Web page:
Ship of destiny, p.85
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       Ship of Destiny, p.85
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         Part #3 of Liveship Traders series by Robin Hobb

  “I did. To say to you what you’ve said three times to me. I’m sorry. I apologize to you, Wintrow Vestrit. I don’t know how I missed you. For over two and a half years I searched for you. We must have walked the same streets in Bingtown. I could feel you, so close for a time, and then you were gone. I found your aunt instead. Later, I found your sister. But somehow, I missed you. And you were the one I was meant to find. As I stand near you now, I know that without any doubt. ” She suddenly sighed and all puzzles and levity were gone from her words as she shook her head and admitted, “I don’t know if I’ve done what I was meant to do. I don’t know if you have fulfilled your role, or only begun it. I’m so tired of not knowing, Wintrow Vestrit. So tired of guessing and hoping and doing my best. Just once, I’d like to know I did it right. ”

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  His body hummed with weariness. Her words almost made sense to him. But he had no thoughts to offer her, only courtesy. “I think you need sleep. I know I do. I don’t have a bed to offer you, but I can find you a clean blanket or two. ”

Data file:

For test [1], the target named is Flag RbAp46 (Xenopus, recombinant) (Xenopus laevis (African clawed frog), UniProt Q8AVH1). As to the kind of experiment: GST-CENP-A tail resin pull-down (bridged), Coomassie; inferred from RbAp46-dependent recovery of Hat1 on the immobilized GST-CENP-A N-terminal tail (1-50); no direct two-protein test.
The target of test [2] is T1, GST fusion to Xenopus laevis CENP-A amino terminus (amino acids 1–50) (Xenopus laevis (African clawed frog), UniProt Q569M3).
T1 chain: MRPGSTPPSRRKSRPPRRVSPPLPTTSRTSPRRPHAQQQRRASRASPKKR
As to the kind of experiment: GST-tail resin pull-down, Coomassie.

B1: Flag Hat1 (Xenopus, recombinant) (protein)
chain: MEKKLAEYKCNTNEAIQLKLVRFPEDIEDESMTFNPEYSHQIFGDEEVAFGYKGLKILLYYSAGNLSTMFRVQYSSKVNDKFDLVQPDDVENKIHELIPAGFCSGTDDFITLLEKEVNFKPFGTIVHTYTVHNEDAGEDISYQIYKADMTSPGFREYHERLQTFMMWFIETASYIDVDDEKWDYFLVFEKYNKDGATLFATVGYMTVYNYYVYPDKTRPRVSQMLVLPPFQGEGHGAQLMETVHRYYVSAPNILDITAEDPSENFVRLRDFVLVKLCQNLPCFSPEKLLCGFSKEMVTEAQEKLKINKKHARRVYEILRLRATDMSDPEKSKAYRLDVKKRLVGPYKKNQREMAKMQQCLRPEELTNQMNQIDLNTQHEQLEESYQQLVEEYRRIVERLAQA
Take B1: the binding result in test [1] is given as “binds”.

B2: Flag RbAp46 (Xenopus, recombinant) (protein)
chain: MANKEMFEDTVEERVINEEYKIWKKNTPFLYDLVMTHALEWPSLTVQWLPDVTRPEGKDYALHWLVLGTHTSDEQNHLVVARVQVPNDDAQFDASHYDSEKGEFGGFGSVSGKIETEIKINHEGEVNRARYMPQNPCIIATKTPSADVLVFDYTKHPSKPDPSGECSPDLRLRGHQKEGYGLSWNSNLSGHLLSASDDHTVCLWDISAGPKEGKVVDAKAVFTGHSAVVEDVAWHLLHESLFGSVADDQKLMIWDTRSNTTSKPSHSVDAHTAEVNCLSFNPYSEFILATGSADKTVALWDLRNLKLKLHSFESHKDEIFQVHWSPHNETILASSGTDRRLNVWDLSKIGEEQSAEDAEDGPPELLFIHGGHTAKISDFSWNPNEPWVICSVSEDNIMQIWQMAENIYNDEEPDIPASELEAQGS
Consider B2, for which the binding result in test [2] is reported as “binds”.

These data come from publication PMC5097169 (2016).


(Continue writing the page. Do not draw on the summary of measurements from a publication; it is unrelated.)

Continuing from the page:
He could not see her eyes, but still felt her looking into his. Almost desperately, she asked, “Is there nothing here for you? When you look at me, there is no spark? No sense of connection, no echo of opportunity missed? No wistfulness for a path untrod?”

  He almost laughed at her twisting words. What response did she hope to wring from him? “Just now, my only regret is for a bed unslept in,” he suggested wearily.

  Once, at the monastery, he had taken shelter in a wooden hut during a thunderstorm. As he watched the storm, gripping the wet door frame, lightning had struck a tree nearby. As the blast split the oak, a sensation of power had darted through him and left him sprawled on the earth in the falling rain. A similar feeling shocked him now. The woman twitched as if he had poked her. For an instant the distant flames of the bonfires leaped in her eyes.

  “A bed unslept in, and a woman unbedded. The bed is yours by right, but the woman, though she may come to you in time, never completely belongs to you. Yet the child is yours, for this child belongs not to he who makes him but to he who takes him. ”

  Meanings danced all around him, like the spattering rain that began to fall. Small hail was mixed with it, bouncing off the deck and Wintrow’s shoulders. “You speak of Etta’s child, don’t you?”